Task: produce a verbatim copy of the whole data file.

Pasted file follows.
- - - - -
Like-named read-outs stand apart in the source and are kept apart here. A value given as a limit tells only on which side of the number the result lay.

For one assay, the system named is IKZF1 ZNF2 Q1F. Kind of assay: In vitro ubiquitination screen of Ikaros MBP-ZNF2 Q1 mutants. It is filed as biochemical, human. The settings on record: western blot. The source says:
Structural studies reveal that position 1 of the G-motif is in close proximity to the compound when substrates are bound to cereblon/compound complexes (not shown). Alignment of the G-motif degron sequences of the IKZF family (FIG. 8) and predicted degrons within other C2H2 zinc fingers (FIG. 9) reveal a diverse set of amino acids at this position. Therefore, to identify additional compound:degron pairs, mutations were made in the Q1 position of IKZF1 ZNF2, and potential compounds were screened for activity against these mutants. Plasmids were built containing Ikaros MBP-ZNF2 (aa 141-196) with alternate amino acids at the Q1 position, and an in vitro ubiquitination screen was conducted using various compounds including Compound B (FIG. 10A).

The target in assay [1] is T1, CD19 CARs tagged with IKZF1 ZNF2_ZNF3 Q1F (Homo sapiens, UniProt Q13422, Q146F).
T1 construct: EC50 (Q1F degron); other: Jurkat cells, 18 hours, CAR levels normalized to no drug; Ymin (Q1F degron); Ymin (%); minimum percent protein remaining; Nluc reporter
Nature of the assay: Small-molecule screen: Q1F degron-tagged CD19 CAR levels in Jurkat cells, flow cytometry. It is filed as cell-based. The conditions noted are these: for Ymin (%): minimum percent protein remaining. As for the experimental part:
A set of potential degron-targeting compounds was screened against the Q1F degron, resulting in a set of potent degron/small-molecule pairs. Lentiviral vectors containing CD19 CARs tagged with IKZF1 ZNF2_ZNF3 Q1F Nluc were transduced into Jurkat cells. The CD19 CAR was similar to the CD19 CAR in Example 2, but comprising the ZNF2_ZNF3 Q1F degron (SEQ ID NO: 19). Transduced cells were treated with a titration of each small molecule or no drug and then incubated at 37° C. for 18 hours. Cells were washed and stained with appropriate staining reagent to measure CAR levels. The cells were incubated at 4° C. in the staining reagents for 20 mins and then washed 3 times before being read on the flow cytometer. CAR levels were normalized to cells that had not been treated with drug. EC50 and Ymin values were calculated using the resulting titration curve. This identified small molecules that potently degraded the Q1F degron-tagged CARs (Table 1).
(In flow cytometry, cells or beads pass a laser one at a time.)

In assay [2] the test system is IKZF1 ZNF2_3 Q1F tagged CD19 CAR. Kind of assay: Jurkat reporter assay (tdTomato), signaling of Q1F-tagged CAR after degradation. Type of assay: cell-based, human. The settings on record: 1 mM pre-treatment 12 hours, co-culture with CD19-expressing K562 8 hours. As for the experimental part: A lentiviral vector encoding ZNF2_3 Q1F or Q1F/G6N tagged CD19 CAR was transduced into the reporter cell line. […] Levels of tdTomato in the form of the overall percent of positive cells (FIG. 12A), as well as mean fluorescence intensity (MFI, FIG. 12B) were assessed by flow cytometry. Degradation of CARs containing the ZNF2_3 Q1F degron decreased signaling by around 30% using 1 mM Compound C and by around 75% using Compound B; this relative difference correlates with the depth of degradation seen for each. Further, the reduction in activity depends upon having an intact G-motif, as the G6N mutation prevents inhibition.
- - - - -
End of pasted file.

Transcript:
Like-named read-outs stand apart in the source and are kept apart here. A value given as a limit tells only on which side of the number the result lay.

For one assay, the system named is IKZF1 ZNF2 Q1F. Kind of assay: In vitro ubiquitination screen of Ikaros MBP-ZNF2 Q1 mutants. It is filed as biochemical, human. The settings on record: western blot. The source says:
Structural studies reveal that position 1 of the G-motif is in close proximity to the compound when substrates are bound to cereblon/compound complexes (not shown). Alignment of the G-motif degron sequences of the IKZF family (FIG. 8) and predicted degrons within other C2H2 zinc fingers (FIG. 9) reveal a diverse set of amino acids at this position. Therefore, to identify additional compound:degron pairs, mutations were made in the Q1 position of IKZF1 ZNF2, and potential compounds were screened for activity against these mutants. Plasmids were built containing Ikaros MBP-ZNF2 (aa 141-196) with alternate amino acids at the Q1 position, and an in vitro ubiquitination screen was conducted using various compounds including Compound B (FIG. 10A).

The target in assay [1] is T1, CD19 CARs tagged with IKZF1 ZNF2_ZNF3 Q1F (Homo sapiens, UniProt Q13422, Q146F).
T1 construct: EC50 (Q1F degron); other: Jurkat cells, 18 hours, CAR levels normalized to no drug; Ymin (Q1F degron); Ymin (%); minimum percent protein remaining; Nluc reporter
Nature of the assay: Small-molecule screen: Q1F degron-tagged CD19 CAR levels in Jurkat cells, flow cytometry. It is filed as cell-based. The conditions noted are these: for Ymin (%): minimum percent protein remaining. As for the experimental part:
A set of potential degron-targeting compounds was screened against the Q1F degron, resulting in a set of potent degron/small-molecule pairs. Lentiviral vectors containing CD19 CARs tagged with IKZF1 ZNF2_ZNF3 Q1F Nluc were transduced into Jurkat cells. The CD19 CAR was similar to the CD19 CAR in Example 2, but comprising the ZNF2_ZNF3 Q1F degron (SEQ ID NO: 19). Transduced cells were treated with a titration of each small molecule or no drug and then incubated at 37° C. for 18 hours. Cells were washed and stained with appropriate staining reagent to measure CAR levels. The cells were incubated at 4° C. in the staining reagents for 20 mins and then washed 3 times before being read on the flow cytometer. CAR levels were normalized to cells that had not been treated with drug. EC50 and Ymin values were calculated using the resulting titration curve. This identified small molecules that potently degraded the Q1F degron-tagged CARs (Table 1).
(In flow cytometry, cells or beads pass a laser one at a time.)

In assay [2] the test system is IKZF1 ZNF2_3 Q1F tagged CD19 CAR. Kind of assay: Jurkat reporter assay (tdTomato), signaling of Q1F-tagged CAR after degradation. Type of assay: cell-based, human. The settings on record: 1 mM pre-treatment 12 hours, co-culture with CD19-expressing K562 8 hours. As for the experimental part: A lentiviral vector encoding ZNF2_3 Q1F or Q1F/G6N tagged CD19 CAR was transduced into the reporter cell line. […] Levels of tdTomato in the form of the overall percent of positive cells (FIG. 12A), as well as mean fluorescence intensity (MFI, FIG. 12B) were assessed by flow cytometry. Degradation of CARs containing the ZNF2_3 Q1F degron decreased signaling by around 30% using 1 mM Compound C and by around 75% using Compound B; this relative difference correlates with the depth of degradation seen for each. Further, the reduction in activity depends upon having an intact G-motif, as the G6N mutation prevents inhibition.